After the box office success of Honky Tonk, MGM reunited stars Clark Gable and Lana Turner for the romantic war drama Somewhere I’ll Find You. Directed by Wesley Ruggles, the film follows two war correspondent brothers, Johnny (Gable) and Kirk Davis (Robert Sterling), who compete for the love of fellow journalist Paula Lane (Turner).
Kirk intends to marry Paula, but he is unaware Johnny stood Paula up three years ago, and for some inexplicable reason, she has been trying to get over him ever since. It’s a classic love triangle: Johnny as the bad boy Paula can’t stay away from, and Kirk as the good guy who does everything right, but can’t keep the girl.
But the romance fades into the background as the film progresses into full-blown war propaganda. It takes place before, during, and after the Pearl Harbor attack, using that setting to espouse the import of armed forces and journalists to the war effort. In the final scene, set in Bataan, Gable’s Kirk dictates his take on the film’s climactic battle against the Japanese to Paula so that the American people can know and be inspired by the events happening halfway across the world. Of course, Kirk and Paula end up together, but the final scene features a patriotic act rather than a more traditional romantic walk into the sunset.
Gable and Turner have undeniable chemistry despite their twenty-year age gap. But the screenplay, by Marguerite Roberts and Walter Reisch, makes absolutely no attempt to earn their romance. The audience is supposed to believe Paula harbors an undying love for a man who stood her up three years ago—and then, once “reunited,” Johnny belittles Paula as a “lady reporter” and aggressively pursues her while she’s dating his brother. It’s rather comforting that a contemporary review from The New York Times agreed that “Mr. Gable’s and Miss Turner’s ardent romance has in it more box office logic than sensible human motivation.”1 Gable as Johnny does not give a particularly memorable performance, especially from the man who played Rhett Butler. But considering the tragic circumstances surrounding the film, it and Gable’s performance become a strange sort of time capsule.
Days into filming, Gable’s wife Carole Lombard died in a plane crash. Lombard was thirty-three. Gable was never the same. Somewhere I’ll Find You became glaringly insignificant in the wake of the tragedy, and production was shut down. Gable, seen by all as a bastion of masculinity and strength, returned to set one month later having lost both twenty pounds and his trademark confidence and vitality. Several MGM stars described him as “bleary-eyed and haggard.”2
Gable’s performance is certainly lacking his usual spark. Often his lines are delivered with much effort and little passion, as if his mind is elsewhere. Viewers unfamiliar with Gable may not notice anything off about the performance. His weariness only becomes glaring once the viewer learns of the context.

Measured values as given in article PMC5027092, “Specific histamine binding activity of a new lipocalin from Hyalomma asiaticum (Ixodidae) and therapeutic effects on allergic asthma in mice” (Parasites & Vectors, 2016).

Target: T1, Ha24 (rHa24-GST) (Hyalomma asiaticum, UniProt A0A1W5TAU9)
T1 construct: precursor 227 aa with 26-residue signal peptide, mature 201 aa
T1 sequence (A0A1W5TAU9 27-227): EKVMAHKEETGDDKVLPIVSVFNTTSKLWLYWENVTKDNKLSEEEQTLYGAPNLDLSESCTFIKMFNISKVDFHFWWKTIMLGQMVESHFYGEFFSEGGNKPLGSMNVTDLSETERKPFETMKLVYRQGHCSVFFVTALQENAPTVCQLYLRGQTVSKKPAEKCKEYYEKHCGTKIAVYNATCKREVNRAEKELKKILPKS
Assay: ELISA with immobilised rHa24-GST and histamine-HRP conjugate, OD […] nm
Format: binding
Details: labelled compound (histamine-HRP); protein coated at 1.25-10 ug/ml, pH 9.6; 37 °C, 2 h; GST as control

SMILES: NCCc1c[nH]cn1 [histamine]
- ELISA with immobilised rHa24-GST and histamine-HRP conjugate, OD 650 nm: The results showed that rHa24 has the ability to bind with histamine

Gable managed to finish the film, and promptly joined the US army. He had not found a cause worth living for, but rather the opposite. Gable wanted to be with Lombard; according to friends, he wanted to die.3 He even joined the Army Air Corps, so that if he succeeded, he would go down the same way as his one true love.4 But Gable escaped the war unscathed, partly as a result of meddling on the part of MGM to keep him out of danger, and made Adventure in 1945, his first film since Somewhere I’ll Find You.
To the public, Gable was a charismatic, invincible star. But Lombard was the one woman who knew the real Gable—insecure, self loathing, and obsessive-compulsive.5 Gable would engage in numerous affairs, and marry twice more, but losing Lombard changed him irrevocably. The two were finally reunited in 1960, when Gable died of a heart attack and was buried next to Lombard.
While the true story behind the film is tragically fascinating, Somewhere I’ll Find You is a rather forgettable mess. Characters’ motivations are unclear and often absurd; the film says nothing new or insightful about war or romance; and drama behind the scenes turned out to be far more compelling than the story on screen. Maybe it would have been more interesting to see the real Gable, the one riddled with anxieties, instead of the arrogant, infallible Johnny. Perhaps the film only succeeded in capturing Gable during arguably the most difficult time of his life, and for that reason only, Somewhere I’ll Find You has a place in Hollywood history.
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References [ + ]
|1.||^||T.S., “‘Somewhere I’ll Find You,’ With Clark Gable and Lana Turner, at the Capitol,” The New York Times, August 28, 1942.|
|2.||^||Robert Matzen, Fireball: Carole Lombard and the Mystery of Flight 3 (Pittsburgh: GoodKnight Books, 2014), 322.|
|3.||^||Robert Matzen, Fireball: Carole Lombard and the Mystery of Flight 3 (Pittsburgh: GoodKnight Books, 2014), 323.|
|4.||^||Matzen 2014, 323.|
|5.||^||Karina Longworth, “Star Wars Episode II: Carole Lombard and Clark Gable,” podcast audio, You Must Remember This, MP3, January 13, 2015.|